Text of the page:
SRU students travel from ridges to the reef during Belize trip
Natalie Erwin, a junior park and resource management major from Ambridge, was one of 12 Slippery Rock University students to go on a faculty-led trip to Belize. Students were able to pick their own cacao seeds and made their own chocolate.
Feb. 5, 2018
SLIPPERY ROCK, Pa. - College students are accustomed to getting their food, medicine and makeup at the store, but for a group of students from Slippery Rock University, they learned there's another place to go, albeit not nearly as convenient: the jungle.
In the Central American country of Belize, a native tour guide named Geraldine showed the students how the red pods from the Achiote tree can be used as lipstick and how termites can be a lip-smacking snack.
"None of us believed her so she just walked over and poked a hole in the nest and had a termite on her finger and ate one," said Nicole Govan, a senior park and resource management major from Butler, who eventually gave in and tried more than one. "They taste just like carrots with a minty aftertaste."
Govan was one of 12 students from SRU's parks, conservation and recreational therapy department who took part in a faculty-led trip to Belize, Jan. 3-14. The goal of the trip, according to Becky Thomas, assistant professor of parks, conservation and recreational therapy, was to identify the connections between environmental health and human health.
"In order to have healthy people, we need to have a healthy environment; those two things are closely connected with one another," Thomas said. "The students were so supportive of the conservation efforts and they embraced the opportunity to step outside their comfort zones. They have such a good attitude and want to experience new things."
The experience went far beyond eating termites. Thomas, who previously co-led a conservation project in Belize while completing her doctoral degree at Colorado State University in 2015, organized the SRU trip with a "ridges-to-reef" approach. SRU students learned how farming practices in and around the rainforest affect the water that is washed offshore into the Mesoamerican Barrier Reef System, the second largest reef in the world and home to 65 species of stony coral, 350 species of mollusk and more than 500 species of fish, not to mention a source of ecotourism for Belize.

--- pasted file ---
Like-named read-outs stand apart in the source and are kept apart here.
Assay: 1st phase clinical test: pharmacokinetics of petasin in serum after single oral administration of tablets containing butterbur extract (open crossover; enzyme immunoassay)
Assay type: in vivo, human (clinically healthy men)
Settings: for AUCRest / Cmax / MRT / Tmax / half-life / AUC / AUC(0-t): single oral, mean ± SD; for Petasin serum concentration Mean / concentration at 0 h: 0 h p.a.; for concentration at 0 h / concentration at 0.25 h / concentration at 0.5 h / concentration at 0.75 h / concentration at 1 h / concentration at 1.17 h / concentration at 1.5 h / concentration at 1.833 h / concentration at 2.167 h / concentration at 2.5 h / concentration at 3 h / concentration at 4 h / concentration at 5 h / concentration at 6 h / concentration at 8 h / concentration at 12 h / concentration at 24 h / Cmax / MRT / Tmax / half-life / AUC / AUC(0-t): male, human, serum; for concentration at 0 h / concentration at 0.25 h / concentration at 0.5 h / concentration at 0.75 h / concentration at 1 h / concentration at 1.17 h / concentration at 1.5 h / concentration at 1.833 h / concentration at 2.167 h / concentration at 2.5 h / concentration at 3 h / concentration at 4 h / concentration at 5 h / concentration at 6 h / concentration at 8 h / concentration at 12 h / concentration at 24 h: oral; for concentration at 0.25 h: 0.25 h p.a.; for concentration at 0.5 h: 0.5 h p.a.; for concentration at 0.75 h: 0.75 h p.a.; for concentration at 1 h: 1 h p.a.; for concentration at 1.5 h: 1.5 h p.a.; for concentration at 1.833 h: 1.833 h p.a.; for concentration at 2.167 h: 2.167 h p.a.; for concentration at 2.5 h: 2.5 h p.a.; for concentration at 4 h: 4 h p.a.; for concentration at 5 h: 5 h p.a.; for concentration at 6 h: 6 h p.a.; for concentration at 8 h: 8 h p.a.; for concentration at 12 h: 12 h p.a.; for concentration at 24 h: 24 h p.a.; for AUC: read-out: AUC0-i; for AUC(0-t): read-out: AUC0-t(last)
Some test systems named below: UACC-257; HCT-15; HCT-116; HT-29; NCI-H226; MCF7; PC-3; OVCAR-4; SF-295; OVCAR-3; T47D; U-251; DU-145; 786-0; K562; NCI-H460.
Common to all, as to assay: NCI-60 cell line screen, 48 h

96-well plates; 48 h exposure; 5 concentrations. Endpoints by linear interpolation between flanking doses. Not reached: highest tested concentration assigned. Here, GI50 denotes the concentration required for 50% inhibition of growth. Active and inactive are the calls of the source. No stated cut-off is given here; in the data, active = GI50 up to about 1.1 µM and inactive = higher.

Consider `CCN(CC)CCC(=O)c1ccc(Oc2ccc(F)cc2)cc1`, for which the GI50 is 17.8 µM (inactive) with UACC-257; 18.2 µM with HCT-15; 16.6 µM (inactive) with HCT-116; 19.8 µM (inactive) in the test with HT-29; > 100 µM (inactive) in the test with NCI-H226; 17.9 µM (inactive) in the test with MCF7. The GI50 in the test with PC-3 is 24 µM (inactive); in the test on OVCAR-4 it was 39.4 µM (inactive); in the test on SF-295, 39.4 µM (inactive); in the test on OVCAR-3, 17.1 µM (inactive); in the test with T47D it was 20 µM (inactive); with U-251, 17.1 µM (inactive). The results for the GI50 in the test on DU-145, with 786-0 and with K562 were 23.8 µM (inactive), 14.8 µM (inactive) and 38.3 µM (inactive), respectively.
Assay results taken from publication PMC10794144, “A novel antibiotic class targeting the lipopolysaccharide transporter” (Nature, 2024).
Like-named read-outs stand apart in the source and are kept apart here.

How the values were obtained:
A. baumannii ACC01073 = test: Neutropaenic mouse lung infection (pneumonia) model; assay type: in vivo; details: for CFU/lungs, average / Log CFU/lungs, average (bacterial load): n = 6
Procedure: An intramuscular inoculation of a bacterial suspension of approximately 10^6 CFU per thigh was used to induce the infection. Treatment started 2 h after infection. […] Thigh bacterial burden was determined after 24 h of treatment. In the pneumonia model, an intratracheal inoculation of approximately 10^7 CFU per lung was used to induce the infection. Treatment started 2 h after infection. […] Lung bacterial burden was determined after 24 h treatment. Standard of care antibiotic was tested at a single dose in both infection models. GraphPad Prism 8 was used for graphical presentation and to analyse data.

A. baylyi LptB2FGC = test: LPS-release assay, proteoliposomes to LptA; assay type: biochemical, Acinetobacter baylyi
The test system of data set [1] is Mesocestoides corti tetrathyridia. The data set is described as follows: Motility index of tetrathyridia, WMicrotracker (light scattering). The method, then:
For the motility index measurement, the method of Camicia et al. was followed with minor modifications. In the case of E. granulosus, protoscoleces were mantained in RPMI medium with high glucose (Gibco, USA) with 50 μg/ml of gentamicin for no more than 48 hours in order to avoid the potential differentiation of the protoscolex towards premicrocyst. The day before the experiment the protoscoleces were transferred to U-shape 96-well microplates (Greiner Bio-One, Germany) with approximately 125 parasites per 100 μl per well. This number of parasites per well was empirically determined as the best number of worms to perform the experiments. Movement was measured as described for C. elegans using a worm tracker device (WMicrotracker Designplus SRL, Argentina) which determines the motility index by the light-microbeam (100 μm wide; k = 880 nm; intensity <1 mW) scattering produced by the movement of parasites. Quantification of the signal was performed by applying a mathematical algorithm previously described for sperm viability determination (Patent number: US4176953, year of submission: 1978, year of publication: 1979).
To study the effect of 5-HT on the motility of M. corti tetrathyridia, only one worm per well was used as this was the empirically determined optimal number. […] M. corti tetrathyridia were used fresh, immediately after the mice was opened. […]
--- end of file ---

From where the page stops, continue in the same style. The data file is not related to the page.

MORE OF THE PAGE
As a nod to ecotourism, the opportunity to go snorkeling is what attracted Govan to sign up for the trip. But she then learned how important ecosystem health, wildlife health and human health are interconnected, as well as the Belizean ideal of conservationism.
"Nothing is wasted there," said Govan, noting how the cohune trees produce palms that are used for roofing and oil that is used to heal wounds. "They use every part of the plant when they farm, from the roots to the leaves. You can tell the people really appreciate the environment. They need to take care of the environment because they need it for their health."
The connections between the environment and human health also appealed to Tara Belloma, a senior recreational therapy major from Pittsburgh, who was particularly interested in the plants that were used for medicinal purposes by the Q'eqchi' Mayan communities in Belize, such as the resin from the Copal Tree that is used to treat headaches and stress through aromatherapy.